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A Book of Scoundrels by Charles Whibley

Produced by An Anonymous Volunteer and David Widger

A BOOK OF SCOUNDRELS

By Charles Whibley

To the Greeks FOOLISHNESS

I desire to thank the Proprietors of the 'National Observer,' the 'New Review,' the 'Pall Mall Gazette,' and 'Macmillan's Magazine,' for courteous permission to reprint certain chapters of this book.

CONTENTS

INTRODUCTION

CAPTAIN HIND

MOLL CUTPURSE AND JONATHAN WILD I. MOLL CUTPURSE II. JONATHAN WILD III. A PARALLEL

RALPH BRISCOE

GILDEROY AND SIXTEEN-STRING JACK I. GILDEROY II. SIXTEEN-STRING JACK III. A PARALLEL

THOMAS PURENEY

SHEPPARD AND CARTOUCHE I. JACK SHEPPARD II. LOUIS-DOMINIQUE CARTOUCHE III. A PARALLEL

VAUX

GEORGE BARRINGTON

THE SWITCHER AND GENTLEMAN HARRY I. THE SWITCHER II. GENTLEMAN HARRY III. A PARALLEL

DEACON BRODIE AND CHARLES PEACE I. DEACON BRODIE II. CHARLES PEACE III. A PARALLEL

THE MAN IN THE GREY SUIT

MONSIEUR L'ABBE

INTRODUCTION

There are other manifestations of greatness than to relieve suffering or to wreck an empire. Julius Caesar and John Howard are not the only heroes who have smiled upon the world. In the supreme adaptation of means to an end there is a constant nobility, for neither ambition nor virtue is the essential of a perfect action. How shall you contemplate with indifference the career of an artist whom genius or good guidance has compelled to exercise his peculiar skill, to indulge his finer aptitudes? A masterly theft rises in its claim to respect high above the reprobation of the moralist. The scoundrel, when once justice is quit of him, has a right to be appraised by his actions, not by their effect; and he dies secure in the knowledge that he is commonly more distinguished, if he be less loved, than his virtuous contemporaries.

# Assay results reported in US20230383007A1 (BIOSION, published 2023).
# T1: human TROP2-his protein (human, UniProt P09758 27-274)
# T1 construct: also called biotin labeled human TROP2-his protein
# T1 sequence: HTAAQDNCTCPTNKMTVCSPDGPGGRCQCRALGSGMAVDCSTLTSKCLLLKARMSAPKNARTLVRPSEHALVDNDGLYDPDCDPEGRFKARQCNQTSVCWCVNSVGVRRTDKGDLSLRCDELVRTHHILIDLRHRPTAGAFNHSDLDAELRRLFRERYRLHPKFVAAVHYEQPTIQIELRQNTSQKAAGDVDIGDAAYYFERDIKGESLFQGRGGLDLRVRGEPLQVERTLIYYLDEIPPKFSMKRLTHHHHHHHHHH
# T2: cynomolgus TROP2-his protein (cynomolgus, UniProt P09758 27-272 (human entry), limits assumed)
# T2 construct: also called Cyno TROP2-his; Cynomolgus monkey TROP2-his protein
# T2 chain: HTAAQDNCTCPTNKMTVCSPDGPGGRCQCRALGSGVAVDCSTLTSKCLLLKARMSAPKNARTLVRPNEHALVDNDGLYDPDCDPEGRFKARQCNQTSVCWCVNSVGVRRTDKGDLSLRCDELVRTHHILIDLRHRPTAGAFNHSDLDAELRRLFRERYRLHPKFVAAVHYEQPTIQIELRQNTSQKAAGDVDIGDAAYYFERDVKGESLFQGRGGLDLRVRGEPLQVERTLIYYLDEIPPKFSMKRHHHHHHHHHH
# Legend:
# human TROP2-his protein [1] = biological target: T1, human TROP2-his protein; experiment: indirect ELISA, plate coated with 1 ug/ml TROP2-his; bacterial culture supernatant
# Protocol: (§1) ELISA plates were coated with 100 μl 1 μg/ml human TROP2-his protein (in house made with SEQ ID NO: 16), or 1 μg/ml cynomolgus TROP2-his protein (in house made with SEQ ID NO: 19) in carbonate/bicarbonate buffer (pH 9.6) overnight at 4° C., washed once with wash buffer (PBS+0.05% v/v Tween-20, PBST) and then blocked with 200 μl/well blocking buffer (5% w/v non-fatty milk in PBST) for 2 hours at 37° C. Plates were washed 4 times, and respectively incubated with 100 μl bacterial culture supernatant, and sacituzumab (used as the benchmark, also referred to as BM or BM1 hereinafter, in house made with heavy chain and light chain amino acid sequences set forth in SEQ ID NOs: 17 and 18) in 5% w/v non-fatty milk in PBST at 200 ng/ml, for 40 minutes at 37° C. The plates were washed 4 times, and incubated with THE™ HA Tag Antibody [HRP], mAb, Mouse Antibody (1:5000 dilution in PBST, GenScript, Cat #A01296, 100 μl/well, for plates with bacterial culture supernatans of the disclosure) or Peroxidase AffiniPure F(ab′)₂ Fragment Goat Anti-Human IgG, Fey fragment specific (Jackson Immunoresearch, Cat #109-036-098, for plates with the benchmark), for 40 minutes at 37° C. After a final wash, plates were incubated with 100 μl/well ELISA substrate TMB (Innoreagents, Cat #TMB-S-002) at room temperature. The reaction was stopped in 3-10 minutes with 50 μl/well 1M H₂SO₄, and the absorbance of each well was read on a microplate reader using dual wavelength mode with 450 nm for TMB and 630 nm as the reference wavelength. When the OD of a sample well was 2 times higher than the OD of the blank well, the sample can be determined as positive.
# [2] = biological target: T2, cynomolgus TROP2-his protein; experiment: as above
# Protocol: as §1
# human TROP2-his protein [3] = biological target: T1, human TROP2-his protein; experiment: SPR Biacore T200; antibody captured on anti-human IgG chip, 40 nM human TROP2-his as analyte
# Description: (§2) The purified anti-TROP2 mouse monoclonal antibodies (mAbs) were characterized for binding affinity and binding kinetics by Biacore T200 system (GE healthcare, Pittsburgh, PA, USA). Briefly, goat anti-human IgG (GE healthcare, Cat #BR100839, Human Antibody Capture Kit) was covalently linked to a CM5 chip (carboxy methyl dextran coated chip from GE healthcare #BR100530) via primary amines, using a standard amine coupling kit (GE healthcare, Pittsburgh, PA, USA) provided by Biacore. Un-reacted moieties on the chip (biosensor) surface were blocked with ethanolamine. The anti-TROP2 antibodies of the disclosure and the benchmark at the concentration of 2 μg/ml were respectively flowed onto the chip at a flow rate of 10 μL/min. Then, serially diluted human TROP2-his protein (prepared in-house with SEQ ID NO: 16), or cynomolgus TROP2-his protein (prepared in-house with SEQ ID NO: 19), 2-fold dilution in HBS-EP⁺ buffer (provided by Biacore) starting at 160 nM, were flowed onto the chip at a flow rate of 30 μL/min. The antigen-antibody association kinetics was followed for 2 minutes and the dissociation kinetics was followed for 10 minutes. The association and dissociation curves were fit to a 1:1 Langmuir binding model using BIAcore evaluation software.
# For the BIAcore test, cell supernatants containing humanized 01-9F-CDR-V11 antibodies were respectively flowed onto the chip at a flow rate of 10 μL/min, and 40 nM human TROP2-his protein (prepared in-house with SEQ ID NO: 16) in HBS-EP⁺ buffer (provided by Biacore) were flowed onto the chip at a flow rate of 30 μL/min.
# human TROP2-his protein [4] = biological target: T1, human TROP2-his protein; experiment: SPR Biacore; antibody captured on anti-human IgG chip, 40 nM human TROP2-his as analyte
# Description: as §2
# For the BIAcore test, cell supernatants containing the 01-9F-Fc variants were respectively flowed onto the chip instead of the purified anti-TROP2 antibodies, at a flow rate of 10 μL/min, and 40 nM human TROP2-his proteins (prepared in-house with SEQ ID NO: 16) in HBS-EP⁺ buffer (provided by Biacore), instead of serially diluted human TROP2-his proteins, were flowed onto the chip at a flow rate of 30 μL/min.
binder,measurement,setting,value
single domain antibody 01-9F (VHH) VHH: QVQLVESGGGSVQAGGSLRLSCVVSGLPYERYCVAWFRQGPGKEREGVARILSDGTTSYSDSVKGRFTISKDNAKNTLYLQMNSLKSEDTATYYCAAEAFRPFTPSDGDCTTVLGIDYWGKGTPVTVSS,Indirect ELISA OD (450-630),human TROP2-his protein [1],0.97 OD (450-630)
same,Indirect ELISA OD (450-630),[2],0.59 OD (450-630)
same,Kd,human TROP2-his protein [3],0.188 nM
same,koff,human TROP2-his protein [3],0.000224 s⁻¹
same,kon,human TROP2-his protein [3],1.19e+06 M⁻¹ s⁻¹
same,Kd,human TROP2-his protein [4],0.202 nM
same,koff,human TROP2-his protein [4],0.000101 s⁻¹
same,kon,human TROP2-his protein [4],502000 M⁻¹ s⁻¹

While murder is wellnigh as old as life, property and the pocket invented theft, late-born among the arts. It was not until avarice had devised many a cunning trick for the protection of wealth, until civilisation had multiplied the forms of portable property, that thieving became a liberal and an elegant profession. True, in pastoral society, the lawless man was eager to lift cattle, to break down the barrier between robbery and warfare. But the contrast is as sharp between the savagery of the ancient reiver and the polished performance of Captain Hind as between the daub of the pavement and the perfection of Velasquez.

So long as the Gothic spirit governed Europe, expressing itself in useless ornament and wanton brutality, the more delicate crafts had no hope of exercise. Even the adventurer


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